Concern flared on Oct. 7, when the Los Angeles County Department of Public Health released its daily coronavirus update: There were 1,645 new confirmed cases of COVID-19, the highest single-day tally since August. News reports took note of the sudden rise.
But one driver of the precipitous jump went overlooked: It was a Wednesday, the day of the week when numbers often spike. In fact, on Monday, Oct. 5, just two days earlier, the county reported only 472 new cases.
It turns out, such variations in case numbers are par for the course. An analysis of Public Health data since July 26 (around the time county case levels began consistently dropping after a summer spike) reveals a stark but consistent contrast in new case numbers depending on the day of the week. Counts tend to be low at the start of the traditional workweek, then abruptly spike.
The true rate of spread of the virus is usually somewhere in the middle. That’s why many public health experts use a different metric – the seven-day moving average. (Crosstown reports the seven-day moving average of new cases and deaths on its Twitter and Instagram accounts daily.)
A weekly cycle
In a 10-week period from July 26-Oct. 3, the Public Health department recorded an average of 1,154 new cases on Mondays, just above the 1,151 cases on Tuesdays.
Average new case count by day of the week, July 26-Oct. 3
Then, numbers soar. In that same timeframe, there is an average of 1,880 new cases reported on Wednesdays, a spike of about 63%. Fridays bring an average of 1,829 new cases.
The level decreases on Saturdays, falls dramatically on Sundays, and then the cycle tends to repeat.
This does not mean that the virus is any more prevalent or dangerous on one day of the week than another. Rather, the early-week dip can usually be attributed to a lag in reporting numbers over the weekend, as it can take several days for lab results from across the region to reach the Public Health Department and be assimilated into the coronavirus database. When the department’s daily update on Monday, Sept. 28, announced 663 new cases, the headline boasted that it was the lowest figure since March, but also warned about the weekend reporting lag.
The virus doesn’t take holidays, but labs do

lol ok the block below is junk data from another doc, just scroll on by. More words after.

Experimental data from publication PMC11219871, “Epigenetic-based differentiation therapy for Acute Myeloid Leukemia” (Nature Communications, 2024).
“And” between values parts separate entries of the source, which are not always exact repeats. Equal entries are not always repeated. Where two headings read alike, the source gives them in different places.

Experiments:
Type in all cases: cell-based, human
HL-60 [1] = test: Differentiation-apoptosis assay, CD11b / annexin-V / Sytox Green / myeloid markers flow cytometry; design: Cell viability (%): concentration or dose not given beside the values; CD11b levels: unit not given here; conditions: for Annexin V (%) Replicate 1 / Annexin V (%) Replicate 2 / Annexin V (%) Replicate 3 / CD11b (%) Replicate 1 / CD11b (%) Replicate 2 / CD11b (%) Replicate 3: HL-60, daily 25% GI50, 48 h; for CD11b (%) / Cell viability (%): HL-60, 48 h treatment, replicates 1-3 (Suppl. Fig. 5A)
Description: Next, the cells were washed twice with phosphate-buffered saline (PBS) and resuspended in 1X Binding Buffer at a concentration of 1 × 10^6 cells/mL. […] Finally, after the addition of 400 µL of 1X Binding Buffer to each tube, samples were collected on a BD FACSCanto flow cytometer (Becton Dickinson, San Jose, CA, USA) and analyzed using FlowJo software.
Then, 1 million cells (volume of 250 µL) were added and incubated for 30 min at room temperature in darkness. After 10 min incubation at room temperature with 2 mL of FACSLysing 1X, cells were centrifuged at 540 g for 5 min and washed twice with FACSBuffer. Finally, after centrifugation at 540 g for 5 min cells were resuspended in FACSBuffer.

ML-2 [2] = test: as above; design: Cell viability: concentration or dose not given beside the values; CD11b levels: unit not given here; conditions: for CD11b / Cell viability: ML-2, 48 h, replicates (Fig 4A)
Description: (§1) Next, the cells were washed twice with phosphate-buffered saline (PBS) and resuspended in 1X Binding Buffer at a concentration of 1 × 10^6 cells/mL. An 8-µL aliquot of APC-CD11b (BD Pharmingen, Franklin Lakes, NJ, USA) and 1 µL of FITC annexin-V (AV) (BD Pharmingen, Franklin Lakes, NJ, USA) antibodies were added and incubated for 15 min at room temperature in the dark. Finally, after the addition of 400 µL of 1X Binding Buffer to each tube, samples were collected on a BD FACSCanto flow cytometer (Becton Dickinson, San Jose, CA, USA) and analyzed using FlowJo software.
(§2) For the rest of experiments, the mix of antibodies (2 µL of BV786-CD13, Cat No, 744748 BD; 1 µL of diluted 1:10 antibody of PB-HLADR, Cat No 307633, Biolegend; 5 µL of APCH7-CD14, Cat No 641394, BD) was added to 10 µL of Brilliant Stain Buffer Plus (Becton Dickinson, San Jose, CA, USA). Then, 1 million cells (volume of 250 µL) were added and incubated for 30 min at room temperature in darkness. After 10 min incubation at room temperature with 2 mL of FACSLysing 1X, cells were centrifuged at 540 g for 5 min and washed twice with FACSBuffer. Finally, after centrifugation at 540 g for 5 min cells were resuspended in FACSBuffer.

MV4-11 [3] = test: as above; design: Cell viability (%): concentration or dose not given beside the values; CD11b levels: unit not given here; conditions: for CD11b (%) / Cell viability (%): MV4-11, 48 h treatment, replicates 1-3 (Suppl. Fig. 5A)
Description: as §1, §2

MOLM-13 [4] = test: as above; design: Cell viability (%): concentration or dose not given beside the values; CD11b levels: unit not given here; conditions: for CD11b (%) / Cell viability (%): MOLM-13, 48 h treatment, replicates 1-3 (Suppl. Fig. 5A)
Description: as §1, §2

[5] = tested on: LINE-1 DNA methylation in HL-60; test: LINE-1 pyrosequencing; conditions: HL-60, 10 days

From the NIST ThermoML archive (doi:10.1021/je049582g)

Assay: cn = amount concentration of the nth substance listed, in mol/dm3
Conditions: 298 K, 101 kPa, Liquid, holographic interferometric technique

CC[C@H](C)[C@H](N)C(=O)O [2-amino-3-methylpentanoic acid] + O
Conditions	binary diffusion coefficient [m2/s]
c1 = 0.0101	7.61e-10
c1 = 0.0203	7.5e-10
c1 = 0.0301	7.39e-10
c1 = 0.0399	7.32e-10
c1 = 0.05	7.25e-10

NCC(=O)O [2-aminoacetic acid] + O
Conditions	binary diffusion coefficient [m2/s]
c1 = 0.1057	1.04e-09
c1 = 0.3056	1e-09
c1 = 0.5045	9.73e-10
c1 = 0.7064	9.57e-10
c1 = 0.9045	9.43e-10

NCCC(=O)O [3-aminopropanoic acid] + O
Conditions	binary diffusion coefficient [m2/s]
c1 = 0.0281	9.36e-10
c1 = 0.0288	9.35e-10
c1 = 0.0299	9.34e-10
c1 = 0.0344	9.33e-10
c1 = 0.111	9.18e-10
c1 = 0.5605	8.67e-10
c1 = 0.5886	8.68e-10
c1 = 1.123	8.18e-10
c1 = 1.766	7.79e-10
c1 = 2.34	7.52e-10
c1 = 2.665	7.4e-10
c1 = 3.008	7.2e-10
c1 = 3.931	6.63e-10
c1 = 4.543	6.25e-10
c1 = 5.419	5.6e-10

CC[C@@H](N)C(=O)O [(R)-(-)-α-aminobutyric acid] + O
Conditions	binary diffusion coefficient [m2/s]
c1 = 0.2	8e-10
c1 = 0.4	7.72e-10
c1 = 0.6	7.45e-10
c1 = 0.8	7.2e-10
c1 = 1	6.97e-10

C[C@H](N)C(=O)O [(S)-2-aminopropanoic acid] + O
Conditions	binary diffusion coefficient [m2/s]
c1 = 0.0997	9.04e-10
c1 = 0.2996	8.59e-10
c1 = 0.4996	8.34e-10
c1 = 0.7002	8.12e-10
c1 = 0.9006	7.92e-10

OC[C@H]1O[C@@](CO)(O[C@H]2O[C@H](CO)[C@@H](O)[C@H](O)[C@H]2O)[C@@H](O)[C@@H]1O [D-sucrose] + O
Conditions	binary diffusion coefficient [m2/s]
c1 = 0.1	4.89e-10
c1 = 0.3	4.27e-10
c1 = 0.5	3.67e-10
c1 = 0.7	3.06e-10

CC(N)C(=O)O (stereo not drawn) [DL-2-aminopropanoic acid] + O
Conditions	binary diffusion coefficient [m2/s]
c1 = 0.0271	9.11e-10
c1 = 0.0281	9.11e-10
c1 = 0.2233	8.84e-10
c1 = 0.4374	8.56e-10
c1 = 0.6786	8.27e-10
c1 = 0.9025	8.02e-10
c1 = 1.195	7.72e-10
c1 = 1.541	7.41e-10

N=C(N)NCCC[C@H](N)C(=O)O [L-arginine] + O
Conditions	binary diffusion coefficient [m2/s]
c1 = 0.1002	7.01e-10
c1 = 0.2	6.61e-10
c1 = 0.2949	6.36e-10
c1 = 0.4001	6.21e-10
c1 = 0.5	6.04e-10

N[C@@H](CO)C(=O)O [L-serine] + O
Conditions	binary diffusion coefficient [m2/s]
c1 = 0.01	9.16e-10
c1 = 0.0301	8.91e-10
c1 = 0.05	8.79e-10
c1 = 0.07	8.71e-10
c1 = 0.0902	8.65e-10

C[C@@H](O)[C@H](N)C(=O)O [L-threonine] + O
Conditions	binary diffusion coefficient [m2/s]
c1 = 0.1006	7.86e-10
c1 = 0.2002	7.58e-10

Other factors can skew daily figures. Holiday weekends can produce misleadingly low numbers. The wildfires that flared across the region in September forced some testing locations to temporarily close, shrinking the number of new cases for several days. For example, on Wednesday (usually a high count day), Sept. 8, as the Bobcat Fire burned, the Public Health department reported just 671 new cases. The next day, there were 1,239 cases.
Local leaders have been adamant that occasional low numbers, even if consistent over days or weeks, do not mean that life can return to normal and businesses can fully reopen, or that people are any more protected from COVID-19 than they were months earlier.
“[The] virus remains very dangerous,” Mayor Garcetti warned during a City Hall media briefing on Friday evening. “It doesn’t matter who you are. It doesn’t matter what protections you think you have.”
County Public Health Director Dr. Barbara Ferrer made a similar point last week as she stressed the need to maintain safety protocols.
“While we have seen significant improvement since the summer, daily case numbers indicate COVID-19 continues to spread across L.A. County at high enough rates to limit the reopening of businesses and schools,” Ferrer said in a statement in the department’s Oct. 6 update. “If we work together to limit transmission, and slow the spread of COVID-19 to 700 or less new cases per day, not only will the County move to a less restrictive tier that allows us to consider additional re-openings, we will save lives.”
Benefits of being average
The seven-day moving average offers a more consistent number because it takes into account the occasional peaks, valleys and reporting delays. The Public Health department’s COVID-19 dashboard reveals that the highest seven-day average during the crisis occurred on July 13, when the level hit 2,959 new cases.
A strict regimen of new safety measures soon had an impact on the spread. Four weeks later, on Aug. 10, the seven-day average stood at 1,700. On Sept. 14, two months after the peak, the seven-day average of new cases had fallen all the way to 878.
The average has been in a fairly tight range for much of the past month, bouncing in the vicinity of 900–that keeps the average new case load well above the Monday dips, and below the Wednesday spikes.
How we did it: We examined the daily COVID-19 updates issued by the Los Angeles County Department of Public Health, and also consulted the department’s Cumulative and Daily Cases and Deaths dashboard.
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